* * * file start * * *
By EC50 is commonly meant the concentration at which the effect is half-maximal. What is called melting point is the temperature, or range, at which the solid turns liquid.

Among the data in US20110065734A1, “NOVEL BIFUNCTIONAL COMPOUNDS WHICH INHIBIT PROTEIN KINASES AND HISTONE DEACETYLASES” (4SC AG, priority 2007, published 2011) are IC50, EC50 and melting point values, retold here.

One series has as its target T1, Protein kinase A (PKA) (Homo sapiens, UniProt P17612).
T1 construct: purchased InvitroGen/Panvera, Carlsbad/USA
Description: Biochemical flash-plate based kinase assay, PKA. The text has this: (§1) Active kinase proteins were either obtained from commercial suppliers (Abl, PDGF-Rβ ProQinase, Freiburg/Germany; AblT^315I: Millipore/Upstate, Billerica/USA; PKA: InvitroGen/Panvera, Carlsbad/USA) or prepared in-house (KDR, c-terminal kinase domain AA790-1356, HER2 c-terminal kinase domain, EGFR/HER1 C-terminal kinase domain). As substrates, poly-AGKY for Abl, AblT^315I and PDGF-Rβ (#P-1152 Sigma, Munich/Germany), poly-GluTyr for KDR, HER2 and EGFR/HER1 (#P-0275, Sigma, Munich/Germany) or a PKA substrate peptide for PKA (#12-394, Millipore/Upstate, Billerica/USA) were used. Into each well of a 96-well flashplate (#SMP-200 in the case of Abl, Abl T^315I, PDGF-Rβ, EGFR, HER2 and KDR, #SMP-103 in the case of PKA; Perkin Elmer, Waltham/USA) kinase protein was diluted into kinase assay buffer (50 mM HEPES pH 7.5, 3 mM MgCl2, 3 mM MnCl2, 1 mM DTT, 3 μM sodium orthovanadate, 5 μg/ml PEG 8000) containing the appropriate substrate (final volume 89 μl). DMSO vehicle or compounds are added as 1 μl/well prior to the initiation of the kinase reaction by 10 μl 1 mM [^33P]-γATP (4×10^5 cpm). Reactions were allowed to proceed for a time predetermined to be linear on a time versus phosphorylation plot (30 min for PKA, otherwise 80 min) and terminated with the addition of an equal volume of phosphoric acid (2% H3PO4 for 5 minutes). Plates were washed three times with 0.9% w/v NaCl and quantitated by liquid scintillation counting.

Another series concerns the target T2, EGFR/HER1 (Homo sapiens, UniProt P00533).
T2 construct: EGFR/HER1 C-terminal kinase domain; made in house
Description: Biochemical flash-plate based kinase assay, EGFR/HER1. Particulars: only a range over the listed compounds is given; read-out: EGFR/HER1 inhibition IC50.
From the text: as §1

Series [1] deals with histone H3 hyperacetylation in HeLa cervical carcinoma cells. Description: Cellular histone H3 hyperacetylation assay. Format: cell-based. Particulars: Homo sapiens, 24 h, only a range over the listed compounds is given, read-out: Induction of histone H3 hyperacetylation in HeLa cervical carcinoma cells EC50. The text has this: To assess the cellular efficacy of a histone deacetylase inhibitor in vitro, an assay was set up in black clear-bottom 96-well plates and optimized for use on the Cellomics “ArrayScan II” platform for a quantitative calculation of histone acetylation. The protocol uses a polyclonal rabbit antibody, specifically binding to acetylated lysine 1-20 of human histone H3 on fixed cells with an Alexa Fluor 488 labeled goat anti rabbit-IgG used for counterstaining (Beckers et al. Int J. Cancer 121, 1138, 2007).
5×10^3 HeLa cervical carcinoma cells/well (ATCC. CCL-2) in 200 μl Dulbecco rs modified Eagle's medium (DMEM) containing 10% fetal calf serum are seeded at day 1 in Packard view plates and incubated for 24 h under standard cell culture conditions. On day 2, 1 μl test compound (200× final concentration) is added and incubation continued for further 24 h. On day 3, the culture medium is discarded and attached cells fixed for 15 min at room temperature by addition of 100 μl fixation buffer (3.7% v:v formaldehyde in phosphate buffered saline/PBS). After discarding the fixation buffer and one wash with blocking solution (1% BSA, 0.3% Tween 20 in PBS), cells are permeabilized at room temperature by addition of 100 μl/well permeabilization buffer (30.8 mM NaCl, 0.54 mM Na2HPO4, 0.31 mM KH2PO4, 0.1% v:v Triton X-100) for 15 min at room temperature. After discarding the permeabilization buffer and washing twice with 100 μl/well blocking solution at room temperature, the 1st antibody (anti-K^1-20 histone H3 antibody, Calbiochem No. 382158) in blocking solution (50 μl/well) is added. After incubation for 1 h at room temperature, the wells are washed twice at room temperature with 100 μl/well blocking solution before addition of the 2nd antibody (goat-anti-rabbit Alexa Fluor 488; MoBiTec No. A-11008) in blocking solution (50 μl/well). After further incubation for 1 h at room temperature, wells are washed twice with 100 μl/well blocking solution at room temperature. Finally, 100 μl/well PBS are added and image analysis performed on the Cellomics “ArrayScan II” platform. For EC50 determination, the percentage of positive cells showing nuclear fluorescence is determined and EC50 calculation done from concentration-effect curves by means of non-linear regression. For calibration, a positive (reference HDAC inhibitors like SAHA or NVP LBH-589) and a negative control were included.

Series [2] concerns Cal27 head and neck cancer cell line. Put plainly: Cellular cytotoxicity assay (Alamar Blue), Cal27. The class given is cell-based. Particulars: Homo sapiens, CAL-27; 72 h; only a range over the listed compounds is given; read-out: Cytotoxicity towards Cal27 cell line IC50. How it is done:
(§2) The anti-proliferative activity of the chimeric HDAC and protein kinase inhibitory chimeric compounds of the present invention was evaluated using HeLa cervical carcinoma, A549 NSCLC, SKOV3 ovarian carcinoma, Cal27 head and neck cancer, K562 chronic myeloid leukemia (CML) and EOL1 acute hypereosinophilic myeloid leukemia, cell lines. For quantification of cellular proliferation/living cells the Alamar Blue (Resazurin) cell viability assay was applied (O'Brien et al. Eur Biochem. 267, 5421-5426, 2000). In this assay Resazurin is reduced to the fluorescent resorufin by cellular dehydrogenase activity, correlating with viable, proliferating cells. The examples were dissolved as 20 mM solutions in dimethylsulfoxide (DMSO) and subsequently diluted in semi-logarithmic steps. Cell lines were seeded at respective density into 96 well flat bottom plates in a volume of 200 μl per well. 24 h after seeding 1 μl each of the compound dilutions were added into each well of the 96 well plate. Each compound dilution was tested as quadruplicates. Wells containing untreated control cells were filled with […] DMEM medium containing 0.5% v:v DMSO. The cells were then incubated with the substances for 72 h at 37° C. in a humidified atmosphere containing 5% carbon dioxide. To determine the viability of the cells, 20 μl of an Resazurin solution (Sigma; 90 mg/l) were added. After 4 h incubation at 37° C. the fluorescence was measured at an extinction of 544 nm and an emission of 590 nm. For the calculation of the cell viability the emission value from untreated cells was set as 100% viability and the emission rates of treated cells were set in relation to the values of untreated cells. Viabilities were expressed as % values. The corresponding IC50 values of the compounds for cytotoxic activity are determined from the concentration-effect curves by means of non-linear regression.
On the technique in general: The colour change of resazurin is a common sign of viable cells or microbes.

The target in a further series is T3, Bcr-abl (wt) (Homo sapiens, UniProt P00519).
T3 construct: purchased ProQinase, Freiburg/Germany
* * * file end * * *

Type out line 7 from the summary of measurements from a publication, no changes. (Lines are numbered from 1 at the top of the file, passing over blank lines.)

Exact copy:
T2 construct: EGFR/HER1 C-terminal kinase domain; made in house